Straight rows and “good” behaviour are certainly things that I do not require in my classroom. The goals of my teaching are not to ensure that every page of the grade level texts are read. My students are not required to pass long exams to show their mastery of any part of the curriculum. Instead, I strive to encourage my students to show respect, kindness, and empathy, and that is done by creating a safe, comfortable space for learning. I use text books as sources of information, extra practice, and a companion in the learning. I encourage students to reflect on what they’ve learned in our time together, and in their time with other teachers, and mix them with their ideas and knowledge to projects and activities that help them apply it.

After examining Grayling and Giroux’s descriptions of a public transformative intellectual, and then looking at my own teaching philosophy it is clear that I am already embodying the idea that a teacher IS these things, and I whole-heartedly believe that teachers SHOULD be these things. Teachers play very real and large parts in the creation of our society, and that it is through the teaching of PEOPLE that our society can become a better place.

Photo Credit: rpalesca Flickr via Compfight cc

Giroux also discusses an idea of making “the pedagogical more political and the political more pedagogical,” meaning that education needs to allow students and teachers to examine sources of power, to help students see and find themselves in society, and to take a look at the world and encourage students to find out about things and have a voice. I really believe that this should be the case, and this mixing of ideas is something that I began to dabble in during my internship. I encouraged my students to look at real-world issues, and to dig a little deeper and find out what was going on. We looked at elections, social justice issues, news articles, and other media outlets, and it was amazing to see and hear the ideas and questions that these young minds began to have about their world. Was it easy? No. Did it come naturally for them? Not at all (for me either!). It took nearly four months for many of them to begin to really get in there and realize that they, just like adults, can have opinions, and can learn about what is going on in the world now, and how it has been influenced by the past.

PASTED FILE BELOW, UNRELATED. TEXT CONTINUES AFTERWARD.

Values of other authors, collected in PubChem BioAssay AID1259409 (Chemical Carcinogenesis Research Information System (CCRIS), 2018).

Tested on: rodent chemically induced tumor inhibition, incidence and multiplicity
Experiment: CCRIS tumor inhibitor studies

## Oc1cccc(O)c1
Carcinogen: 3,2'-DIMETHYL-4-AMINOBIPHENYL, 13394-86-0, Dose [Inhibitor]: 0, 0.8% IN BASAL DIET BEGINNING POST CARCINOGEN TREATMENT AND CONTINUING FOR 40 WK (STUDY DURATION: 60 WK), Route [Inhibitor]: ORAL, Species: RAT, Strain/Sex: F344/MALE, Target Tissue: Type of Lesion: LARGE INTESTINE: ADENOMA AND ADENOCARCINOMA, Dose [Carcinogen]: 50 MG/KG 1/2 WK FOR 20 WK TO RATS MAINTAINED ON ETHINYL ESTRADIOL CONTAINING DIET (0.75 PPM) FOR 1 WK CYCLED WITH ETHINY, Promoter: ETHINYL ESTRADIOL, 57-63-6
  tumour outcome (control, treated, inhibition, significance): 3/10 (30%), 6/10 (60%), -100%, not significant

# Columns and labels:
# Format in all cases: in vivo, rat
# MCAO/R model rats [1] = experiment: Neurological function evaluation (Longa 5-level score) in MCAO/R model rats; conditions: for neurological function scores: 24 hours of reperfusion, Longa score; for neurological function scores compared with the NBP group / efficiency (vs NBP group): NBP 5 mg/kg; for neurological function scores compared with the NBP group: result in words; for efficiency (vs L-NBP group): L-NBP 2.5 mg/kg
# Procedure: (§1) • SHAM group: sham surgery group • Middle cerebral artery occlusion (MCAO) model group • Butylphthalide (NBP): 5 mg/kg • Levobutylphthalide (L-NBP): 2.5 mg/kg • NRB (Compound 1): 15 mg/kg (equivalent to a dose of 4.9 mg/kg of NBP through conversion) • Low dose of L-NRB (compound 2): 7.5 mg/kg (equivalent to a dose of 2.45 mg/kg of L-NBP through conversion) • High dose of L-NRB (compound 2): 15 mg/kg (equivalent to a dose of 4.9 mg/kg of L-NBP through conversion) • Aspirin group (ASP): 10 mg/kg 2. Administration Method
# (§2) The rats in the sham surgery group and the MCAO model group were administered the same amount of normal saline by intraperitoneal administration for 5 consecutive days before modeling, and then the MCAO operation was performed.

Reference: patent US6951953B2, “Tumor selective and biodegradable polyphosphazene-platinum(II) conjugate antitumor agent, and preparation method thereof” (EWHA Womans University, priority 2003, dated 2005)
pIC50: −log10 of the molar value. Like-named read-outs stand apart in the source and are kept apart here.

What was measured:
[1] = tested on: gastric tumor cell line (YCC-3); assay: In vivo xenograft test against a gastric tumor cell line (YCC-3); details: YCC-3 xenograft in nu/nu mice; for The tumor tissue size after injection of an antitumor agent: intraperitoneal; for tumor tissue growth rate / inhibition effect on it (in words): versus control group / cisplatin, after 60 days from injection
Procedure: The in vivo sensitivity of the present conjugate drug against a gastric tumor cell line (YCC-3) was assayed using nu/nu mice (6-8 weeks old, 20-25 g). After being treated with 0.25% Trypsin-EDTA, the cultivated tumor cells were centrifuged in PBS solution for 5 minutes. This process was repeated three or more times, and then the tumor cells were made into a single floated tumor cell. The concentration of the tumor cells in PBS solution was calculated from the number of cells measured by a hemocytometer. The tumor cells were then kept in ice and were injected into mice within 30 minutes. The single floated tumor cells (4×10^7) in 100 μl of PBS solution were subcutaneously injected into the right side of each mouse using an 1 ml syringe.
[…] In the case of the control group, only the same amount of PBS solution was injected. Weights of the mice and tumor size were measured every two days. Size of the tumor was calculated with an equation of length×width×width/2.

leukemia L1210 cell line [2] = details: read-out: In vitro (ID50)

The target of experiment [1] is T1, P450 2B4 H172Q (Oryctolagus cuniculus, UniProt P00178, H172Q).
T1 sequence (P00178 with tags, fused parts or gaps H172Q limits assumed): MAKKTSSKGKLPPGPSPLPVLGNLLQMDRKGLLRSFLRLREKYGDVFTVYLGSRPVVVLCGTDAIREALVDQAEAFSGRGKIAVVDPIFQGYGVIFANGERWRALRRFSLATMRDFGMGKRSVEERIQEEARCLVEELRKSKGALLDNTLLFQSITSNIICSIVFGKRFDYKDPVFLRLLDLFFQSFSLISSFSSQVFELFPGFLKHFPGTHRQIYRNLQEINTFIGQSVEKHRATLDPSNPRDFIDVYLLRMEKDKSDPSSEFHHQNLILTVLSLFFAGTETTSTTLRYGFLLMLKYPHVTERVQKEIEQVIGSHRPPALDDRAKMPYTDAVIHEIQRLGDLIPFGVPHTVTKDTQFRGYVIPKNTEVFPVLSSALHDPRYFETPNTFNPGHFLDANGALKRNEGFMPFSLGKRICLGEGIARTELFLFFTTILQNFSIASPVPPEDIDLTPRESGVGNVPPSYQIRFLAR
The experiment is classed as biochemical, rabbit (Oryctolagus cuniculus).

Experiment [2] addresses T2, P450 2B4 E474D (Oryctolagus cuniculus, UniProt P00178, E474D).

Teachers are able to encourage the “enhancement of the critical powers of the young” (so says Giroux, and I agree), but it starts with the willingness to go there in the first place and really look critically at the world. We have to take curriculum and use it to guide our thoughts and planning, and to open the minds of our students and anyone else we can reach out to in an effort to really understand our world, our society and ourselves.

Third time’s the charm…and sometimes the fourth is even better!

We’ve all heard that internship teaches you a lot. We’ve all heard that interns make mistakes and learn from them. We’ve all heard that there can be a lot of stress, and even tears, during internship. We’ve all heard that internship is challenging and some days you feel like you hit a wall. We’ve all heard that it can be a tough four months, but we don’t always hear the rest of the story.

What we don’t hear about is HOW interns learn, and what that process looks like.